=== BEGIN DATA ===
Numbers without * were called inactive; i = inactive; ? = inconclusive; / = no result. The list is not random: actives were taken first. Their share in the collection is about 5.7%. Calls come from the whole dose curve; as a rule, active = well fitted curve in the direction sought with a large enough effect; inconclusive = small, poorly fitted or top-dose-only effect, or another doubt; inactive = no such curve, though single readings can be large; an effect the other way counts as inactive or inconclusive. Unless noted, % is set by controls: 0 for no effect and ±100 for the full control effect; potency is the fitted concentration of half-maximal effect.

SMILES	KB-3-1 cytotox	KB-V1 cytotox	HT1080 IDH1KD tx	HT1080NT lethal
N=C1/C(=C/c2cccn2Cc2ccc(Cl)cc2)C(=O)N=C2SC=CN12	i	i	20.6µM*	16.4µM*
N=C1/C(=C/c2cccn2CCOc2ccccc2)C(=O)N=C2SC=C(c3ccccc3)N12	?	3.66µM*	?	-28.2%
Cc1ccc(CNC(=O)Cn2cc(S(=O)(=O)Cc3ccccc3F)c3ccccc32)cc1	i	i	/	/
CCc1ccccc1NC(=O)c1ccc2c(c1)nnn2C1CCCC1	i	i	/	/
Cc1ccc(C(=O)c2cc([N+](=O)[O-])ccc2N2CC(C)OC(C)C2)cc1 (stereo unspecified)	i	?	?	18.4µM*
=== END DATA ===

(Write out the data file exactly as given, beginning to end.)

Numbers without * were called inactive; i = inactive; ? = inconclusive; / = no result. The list is not random: actives were taken first. Their share in the collection is about 5.7%. Calls come from the whole dose curve; as a rule, active = well fitted curve in the direction sought with a large enough effect; inconclusive = small, poorly fitted or top-dose-only effect, or another doubt; inactive = no such curve, though single readings can be large; an effect the other way counts as inactive or inconclusive. Unless noted, % is set by controls: 0 for no effect and ±100 for the full control effect; potency is the fitted concentration of half-maximal effect.

SMILES	KB-3-1 cytotox	KB-V1 cytotox	HT1080 IDH1KD tx	HT1080NT lethal
N=C1/C(=C/c2cccn2Cc2ccc(Cl)cc2)C(=O)N=C2SC=CN12	i	i	20.6µM*	16.4µM*
N=C1/C(=C/c2cccn2CCOc2ccccc2)C(=O)N=C2SC=C(c3ccccc3)N12	?	3.66µM*	?	-28.2%
Cc1ccc(CNC(=O)Cn2cc(S(=O)(=O)Cc3ccccc3F)c3ccccc32)cc1	i	i	/	/
CCc1ccccc1NC(=O)c1ccc2c(c1)nnn2C1CCCC1	i	i	/	/
Cc1ccc(C(=O)c2cc([N+](=O)[O-])ccc2N2CC(C)OC(C)C2)cc1 (stereo unspecified)	i	?	?	18.4µM*